PICOT question and EBP – Opioids & Ketamine in Emergency Department (ED) Literature Review Essay
PICOT question and EBP – Opioids & Ketamine in Emergency Department (ED) Literature Review Essay
In a 3page paper:
Restate your PICOT question and its significance to nursing practice.
Summarize the findings from the articles you selected for your literature review. Describe at least one nursing practice that is supported by the evidence in the articles. Justify your response with specific references to at least 2 of the articles.
Explain how the evidence-based practice that you identified contributes to better outcomes. In addition, identify potential negative outcomes that could result from failing to use the evidence-based practice. PICOT question and EBP – Opioids & Ketamine in Emergency Department (ED) Literature Review Essay.
Outline the strategy for disseminating the evidence-based practice that you identified throughout your practice setting. Explain how you would communicate the importance of the practice to your colleagues. Describe how you would move from disseminating the information to implementing the evidence-based practice within your organization. How would you address concerns and opposition to the change in practice?
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PLEASE USE THESE REFERENCES FOR THE PAPER
1- Ahern, T. L., Herring, A. A., Miller, S., & Frazier, B. W. (2015, July). Brief research report: Low-dose ketamine infusion for emergency department with severe pain. Pain , 16(7), 1402-1409. Retrieved from https://eds-b-ebscohost-com.ezp.waldenulibrary.org/eds/delivery?sid=641349b8-3177-45ba-953c-c5a2d79612aa%40sessionmgr102&vid=3&ReturnUrl=https%3a%2f%2feds.b.ebscohost.com%2feds%2fpdfviewer%2fpdfviewer%3fvid%3d2%26sid%3d641349b8-3177-45ba-953c-c5a2d79612aa%2540sessionmgr102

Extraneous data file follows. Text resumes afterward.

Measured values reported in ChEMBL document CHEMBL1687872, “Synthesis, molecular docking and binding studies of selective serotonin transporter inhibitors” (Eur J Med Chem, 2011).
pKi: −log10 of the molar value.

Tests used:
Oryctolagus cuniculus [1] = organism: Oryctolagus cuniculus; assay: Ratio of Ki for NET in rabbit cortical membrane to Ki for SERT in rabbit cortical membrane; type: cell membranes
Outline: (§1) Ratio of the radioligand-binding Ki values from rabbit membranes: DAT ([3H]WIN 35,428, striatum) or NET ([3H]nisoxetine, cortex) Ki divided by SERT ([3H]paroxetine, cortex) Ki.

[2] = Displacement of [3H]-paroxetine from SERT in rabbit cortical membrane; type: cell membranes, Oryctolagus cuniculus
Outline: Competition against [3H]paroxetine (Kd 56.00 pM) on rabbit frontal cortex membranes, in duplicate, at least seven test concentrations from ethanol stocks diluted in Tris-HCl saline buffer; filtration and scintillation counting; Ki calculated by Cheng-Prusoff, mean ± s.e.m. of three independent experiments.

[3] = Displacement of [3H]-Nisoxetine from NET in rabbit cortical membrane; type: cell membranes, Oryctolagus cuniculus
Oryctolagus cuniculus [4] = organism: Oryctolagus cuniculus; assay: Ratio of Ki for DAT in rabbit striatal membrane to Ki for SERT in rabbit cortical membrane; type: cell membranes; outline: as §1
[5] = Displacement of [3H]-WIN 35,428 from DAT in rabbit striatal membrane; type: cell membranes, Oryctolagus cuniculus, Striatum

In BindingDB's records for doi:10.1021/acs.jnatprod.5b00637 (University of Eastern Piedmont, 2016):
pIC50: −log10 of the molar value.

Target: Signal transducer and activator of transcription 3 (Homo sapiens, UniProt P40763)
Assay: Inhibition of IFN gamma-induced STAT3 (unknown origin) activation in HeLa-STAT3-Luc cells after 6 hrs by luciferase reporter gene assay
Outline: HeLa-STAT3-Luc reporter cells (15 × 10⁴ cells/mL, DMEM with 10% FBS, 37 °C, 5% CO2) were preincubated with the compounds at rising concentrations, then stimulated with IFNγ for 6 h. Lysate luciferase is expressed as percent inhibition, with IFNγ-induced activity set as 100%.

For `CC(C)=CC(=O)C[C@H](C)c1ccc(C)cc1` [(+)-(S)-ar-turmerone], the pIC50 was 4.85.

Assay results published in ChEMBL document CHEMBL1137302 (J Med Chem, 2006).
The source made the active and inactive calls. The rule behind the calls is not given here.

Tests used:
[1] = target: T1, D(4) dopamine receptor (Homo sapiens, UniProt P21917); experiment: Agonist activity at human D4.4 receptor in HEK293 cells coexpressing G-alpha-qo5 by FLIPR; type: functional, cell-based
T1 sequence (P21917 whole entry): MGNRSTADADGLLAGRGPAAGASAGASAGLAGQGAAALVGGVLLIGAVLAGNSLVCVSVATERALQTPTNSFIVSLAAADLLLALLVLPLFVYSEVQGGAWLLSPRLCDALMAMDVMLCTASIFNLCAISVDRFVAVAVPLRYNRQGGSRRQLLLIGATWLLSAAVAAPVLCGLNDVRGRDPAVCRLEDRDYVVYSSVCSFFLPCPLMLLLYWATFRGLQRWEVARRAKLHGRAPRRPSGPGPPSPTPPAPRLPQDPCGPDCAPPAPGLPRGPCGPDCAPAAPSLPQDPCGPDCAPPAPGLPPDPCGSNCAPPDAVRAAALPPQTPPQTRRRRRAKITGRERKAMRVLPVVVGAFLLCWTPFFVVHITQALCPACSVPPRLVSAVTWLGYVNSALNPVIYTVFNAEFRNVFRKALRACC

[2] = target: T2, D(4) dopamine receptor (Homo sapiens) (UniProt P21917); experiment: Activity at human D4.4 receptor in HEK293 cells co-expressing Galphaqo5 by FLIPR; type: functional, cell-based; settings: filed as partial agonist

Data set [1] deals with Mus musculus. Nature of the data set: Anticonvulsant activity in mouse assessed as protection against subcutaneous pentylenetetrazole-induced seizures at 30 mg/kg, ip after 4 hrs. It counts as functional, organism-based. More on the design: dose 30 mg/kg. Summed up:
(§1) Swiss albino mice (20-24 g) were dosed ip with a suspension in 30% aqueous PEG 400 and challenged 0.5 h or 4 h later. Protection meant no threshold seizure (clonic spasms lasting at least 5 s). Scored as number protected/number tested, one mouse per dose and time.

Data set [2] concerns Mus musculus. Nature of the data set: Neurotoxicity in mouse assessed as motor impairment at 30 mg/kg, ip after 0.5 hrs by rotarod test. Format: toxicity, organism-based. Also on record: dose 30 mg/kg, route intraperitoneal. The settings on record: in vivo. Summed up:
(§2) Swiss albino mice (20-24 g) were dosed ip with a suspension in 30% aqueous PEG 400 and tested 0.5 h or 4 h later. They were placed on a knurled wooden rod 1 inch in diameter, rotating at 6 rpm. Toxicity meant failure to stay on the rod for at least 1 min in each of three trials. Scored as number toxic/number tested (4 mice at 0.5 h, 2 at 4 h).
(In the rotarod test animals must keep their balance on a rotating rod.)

2- Boker, G., & Anderson, P. (2014, March 20). Ketamine: An update on its abuse. J Pharm Pract, 27(6), 582-586. http://dx.doi.org/10.1177/0897190014525754
3.- Ku, J., & Lei, H. (2014, October 28). Ketamine: An update on its clinical uses and abuses. CNS Neuroscience & Therapeutics, 20, 1015-1020. http://dx.doi.org/10.1111/cns.12363
4- Pourmand, A., Mazer-Amirshahi, M., Royall, C., Alhawas, R., & Shesser, R. (2017, March 2). American Journal of Emergency Medicine. Low dose ketamine use in the emergency department, a new direction in pain management, 35(6), 918-921. http://dx.doi.org/10.1016/j.ajem.2017.03.005
5- Sassano-Higgins, S., Baron, D., Juarez, G., & Esmaili, N. (2016). A review of ketamine abuse and diversion. Depression and Anxiety, 33(8), 718-727. http://dx.doi.org/10.1002/da.22536
The literature review is intended to determine if ketamine would be a viable alternative pain management strategy to address pain control for opioid abusers in the Emergency Department (ED). This literature review consists of 5 articles. The studies evaluated entailed use of a nonrandomized control trial and evidence from systematic or integrative reviews published by scholarly journals. This literature review will synthesize the comparisons and contrasts of each article. The studies used different combined routes for administering ketamine primarily, as intravenously (IV). Studies also yield in considerations of alternative routes of administration. PICOT question and EBP – Opioids & Ketamine in Emergency Department (ED) Literature Review Essay.
Comparison and Contrast